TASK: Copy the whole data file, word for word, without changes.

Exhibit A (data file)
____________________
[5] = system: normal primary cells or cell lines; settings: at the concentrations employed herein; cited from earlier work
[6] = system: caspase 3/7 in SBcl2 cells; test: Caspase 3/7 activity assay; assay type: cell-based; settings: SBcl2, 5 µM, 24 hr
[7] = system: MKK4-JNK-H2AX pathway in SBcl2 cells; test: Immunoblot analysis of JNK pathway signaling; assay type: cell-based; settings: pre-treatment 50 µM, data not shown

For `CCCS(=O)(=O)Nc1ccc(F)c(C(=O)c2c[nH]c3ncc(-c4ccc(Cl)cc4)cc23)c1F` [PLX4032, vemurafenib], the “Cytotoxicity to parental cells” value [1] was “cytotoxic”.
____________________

[5] = system: normal primary cells or cell lines; settings: at the concentrations employed herein; cited from earlier work
[6] = system: caspase 3/7 in SBcl2 cells; test: Caspase 3/7 activity assay; assay type: cell-based; settings: SBcl2, 5 µM, 24 hr
[7] = system: MKK4-JNK-H2AX pathway in SBcl2 cells; test: Immunoblot analysis of JNK pathway signaling; assay type: cell-based; settings: pre-treatment 50 µM, data not shown

For `CCCS(=O)(=O)Nc1ccc(F)c(C(=O)c2c[nH]c3ncc(-c4ccc(Cl)cc4)cc23)c1F` [PLX4032, vemurafenib], the “Cytotoxicity to parental cells” value [1] was “cytotoxic”.